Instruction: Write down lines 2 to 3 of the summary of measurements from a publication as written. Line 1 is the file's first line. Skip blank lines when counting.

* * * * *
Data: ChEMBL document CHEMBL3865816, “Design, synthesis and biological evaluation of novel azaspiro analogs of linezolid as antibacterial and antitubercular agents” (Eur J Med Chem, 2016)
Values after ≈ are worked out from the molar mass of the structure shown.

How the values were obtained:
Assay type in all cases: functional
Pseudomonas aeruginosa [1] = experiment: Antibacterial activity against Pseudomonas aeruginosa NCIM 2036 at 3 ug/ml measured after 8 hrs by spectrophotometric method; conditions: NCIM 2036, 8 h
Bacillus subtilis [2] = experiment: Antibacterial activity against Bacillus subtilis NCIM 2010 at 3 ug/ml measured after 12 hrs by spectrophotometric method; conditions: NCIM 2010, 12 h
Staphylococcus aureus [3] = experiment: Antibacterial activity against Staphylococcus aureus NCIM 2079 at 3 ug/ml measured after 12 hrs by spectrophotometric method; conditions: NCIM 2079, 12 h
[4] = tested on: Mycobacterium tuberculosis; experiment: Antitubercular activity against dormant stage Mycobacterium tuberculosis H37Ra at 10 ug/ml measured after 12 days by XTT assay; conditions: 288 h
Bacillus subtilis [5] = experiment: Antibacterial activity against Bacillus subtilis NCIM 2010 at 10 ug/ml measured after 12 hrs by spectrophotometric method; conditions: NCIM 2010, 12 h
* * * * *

Values after ≈ are worked out from the molar mass of the structure shown.

How the values were obtained: